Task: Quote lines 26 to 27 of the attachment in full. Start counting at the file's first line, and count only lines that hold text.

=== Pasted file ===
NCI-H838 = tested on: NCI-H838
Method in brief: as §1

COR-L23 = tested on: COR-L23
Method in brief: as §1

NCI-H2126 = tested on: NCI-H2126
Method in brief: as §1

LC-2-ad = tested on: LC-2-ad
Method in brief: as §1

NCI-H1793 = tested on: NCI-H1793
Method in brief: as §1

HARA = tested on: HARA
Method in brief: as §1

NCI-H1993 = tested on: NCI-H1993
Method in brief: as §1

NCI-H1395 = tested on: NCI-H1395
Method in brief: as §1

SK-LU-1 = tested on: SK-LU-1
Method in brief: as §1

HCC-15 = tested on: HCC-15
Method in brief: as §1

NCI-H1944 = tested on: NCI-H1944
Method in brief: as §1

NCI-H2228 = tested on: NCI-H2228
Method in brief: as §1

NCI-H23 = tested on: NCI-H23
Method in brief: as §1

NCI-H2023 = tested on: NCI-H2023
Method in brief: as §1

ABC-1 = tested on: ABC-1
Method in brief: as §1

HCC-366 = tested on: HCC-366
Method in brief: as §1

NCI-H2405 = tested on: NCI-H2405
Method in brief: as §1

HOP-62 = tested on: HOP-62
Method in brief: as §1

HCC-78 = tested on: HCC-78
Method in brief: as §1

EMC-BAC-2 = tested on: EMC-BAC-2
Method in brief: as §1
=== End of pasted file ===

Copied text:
Method in brief: as §1

NCI-H2023 = tested on: NCI-H2023